Tuesday, September 21, 2010

Prairie Trail

I like to get around in the fall to check the condition of the trails and get an idea of how much maintenance work they will need during the winter. This portion of the trail was only mowed once this year and that was a few weeks ago. Removal of fallen trees is the most labor intensive of the trail maintenance activities. Since I obviously made it through here with DR Brush, there shouldn’t be any major obstacles. I guess I was really just out for a walk rather than seriously looking for maintenance work.

The drought continues. This area typically has a thick layer of bright green moss. Most of the moss will rehydrate when the rains return.

This particular trail goes through the middle of one of the prairie openings. I only mow the prairie trails after the flowers and grasses have gone to seed, so the trail is not as clearly defined here. There’s usually enough deer traffic to at least keep the trail visible.

There seems to be an uphill walk involved with every opening you visit.

The shady area at the base of big cedars seems to act as a nursery for many types of plants. A selection of oaks has developed here. In order to survive, the oaks will have to grow towards the sunlight. Most oaks in this situation will snake their way up through the central open area in the cedar canopy and periodically send out lateral branches into the light.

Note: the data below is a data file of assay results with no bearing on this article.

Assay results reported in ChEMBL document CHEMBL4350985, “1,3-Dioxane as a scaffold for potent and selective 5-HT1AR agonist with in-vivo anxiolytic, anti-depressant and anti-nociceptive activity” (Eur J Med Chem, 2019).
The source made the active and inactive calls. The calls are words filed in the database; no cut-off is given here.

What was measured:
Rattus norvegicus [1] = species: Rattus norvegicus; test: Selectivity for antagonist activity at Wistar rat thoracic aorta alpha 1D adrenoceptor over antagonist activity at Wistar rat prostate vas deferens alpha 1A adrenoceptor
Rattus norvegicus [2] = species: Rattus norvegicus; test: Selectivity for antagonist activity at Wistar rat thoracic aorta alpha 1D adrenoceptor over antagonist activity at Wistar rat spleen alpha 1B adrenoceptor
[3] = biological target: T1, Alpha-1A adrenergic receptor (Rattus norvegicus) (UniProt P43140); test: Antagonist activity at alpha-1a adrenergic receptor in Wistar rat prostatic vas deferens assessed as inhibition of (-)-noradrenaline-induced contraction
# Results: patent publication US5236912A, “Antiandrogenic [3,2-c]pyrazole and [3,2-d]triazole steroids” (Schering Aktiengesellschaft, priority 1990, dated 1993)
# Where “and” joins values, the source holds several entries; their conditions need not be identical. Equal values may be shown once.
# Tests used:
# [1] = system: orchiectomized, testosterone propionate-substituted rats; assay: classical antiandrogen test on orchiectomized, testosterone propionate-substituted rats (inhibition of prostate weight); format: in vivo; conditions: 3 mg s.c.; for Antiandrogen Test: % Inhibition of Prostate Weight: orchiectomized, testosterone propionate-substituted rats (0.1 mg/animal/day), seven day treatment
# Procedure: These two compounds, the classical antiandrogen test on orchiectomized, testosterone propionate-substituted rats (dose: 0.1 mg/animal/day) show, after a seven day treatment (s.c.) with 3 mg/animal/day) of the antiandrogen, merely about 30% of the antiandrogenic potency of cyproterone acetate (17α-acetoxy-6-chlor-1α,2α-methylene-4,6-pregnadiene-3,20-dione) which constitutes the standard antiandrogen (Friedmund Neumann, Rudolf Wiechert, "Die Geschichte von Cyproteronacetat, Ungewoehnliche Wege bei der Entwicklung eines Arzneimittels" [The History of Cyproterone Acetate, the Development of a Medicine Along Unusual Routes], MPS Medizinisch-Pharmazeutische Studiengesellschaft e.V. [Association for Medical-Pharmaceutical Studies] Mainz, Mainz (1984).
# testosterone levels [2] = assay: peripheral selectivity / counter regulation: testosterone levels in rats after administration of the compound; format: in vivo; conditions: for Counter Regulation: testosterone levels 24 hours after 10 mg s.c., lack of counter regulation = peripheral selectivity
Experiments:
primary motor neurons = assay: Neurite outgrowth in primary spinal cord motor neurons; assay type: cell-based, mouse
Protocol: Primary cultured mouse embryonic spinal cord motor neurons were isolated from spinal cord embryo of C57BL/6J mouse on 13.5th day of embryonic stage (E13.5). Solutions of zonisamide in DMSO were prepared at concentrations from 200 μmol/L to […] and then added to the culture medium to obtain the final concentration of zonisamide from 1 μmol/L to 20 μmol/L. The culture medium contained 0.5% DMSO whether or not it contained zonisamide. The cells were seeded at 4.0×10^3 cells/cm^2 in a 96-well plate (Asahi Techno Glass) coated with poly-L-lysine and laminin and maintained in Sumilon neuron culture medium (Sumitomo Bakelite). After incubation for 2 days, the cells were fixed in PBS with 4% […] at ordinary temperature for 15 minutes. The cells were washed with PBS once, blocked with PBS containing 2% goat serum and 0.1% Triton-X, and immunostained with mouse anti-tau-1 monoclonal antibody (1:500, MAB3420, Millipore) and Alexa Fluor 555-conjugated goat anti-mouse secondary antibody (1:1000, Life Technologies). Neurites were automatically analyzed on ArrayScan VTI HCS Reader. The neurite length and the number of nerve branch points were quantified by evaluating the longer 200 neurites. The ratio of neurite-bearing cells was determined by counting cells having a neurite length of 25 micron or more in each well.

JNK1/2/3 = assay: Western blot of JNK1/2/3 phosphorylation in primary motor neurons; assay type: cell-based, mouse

Sometimes the tall grasses grow faster than the deer can trample them down and the trail becomes temporarily hidden.

Many of the gullies that were formed in the days of active farming have completely healed. As soil conditions improve, plant growth becomes more vigorous in the old gullies.

The gully edges have almost disappeared. Soil from the bare area slowly shifts down and becomes lodged in the grass cover. The grass takes advantage of this added material by growing a little farther up the slope. As the soil moves from below the sod at the top of the cut, the entire sod mat slowly drops to make contact with the remaining soil. Eventually the grass from bottom and top will meet and there will be a continuous vegetative cover.

In most places the deer don’t have any trouble keeping the trail open. This is a south facing slope with very shallow soil, so the vegetation doesn’t spread out very quickly.

Occasionally a Tuliptree will try to become established on these open slopes. This specimen displays the enlarged base of a tree that has died back several times. I sometimes wonder if the tree roots have found a source of subsurface water that is sufficient to give them a chance to become established on these sites.

These rogue Tuliptrees can sometimes reach a height of 20 or 30 feet before outgrowing their available water supply and dying. Branch dieback is common and leaf loss always occurs earlier than on trees in more favorable growing conditions. The pattern of invasion and growth in these Tuliptrees is an occurrence that may have had a part in naturally maintaining openings in which prairie plants could persist. It’s just another thing that I watch as I try to understand how prairie openings might have been naturally maintained.

At the other side of the opening we reconnect with the network of mowed trails. I never did find much need for trail maintenance. I guess I was just out having a good time.

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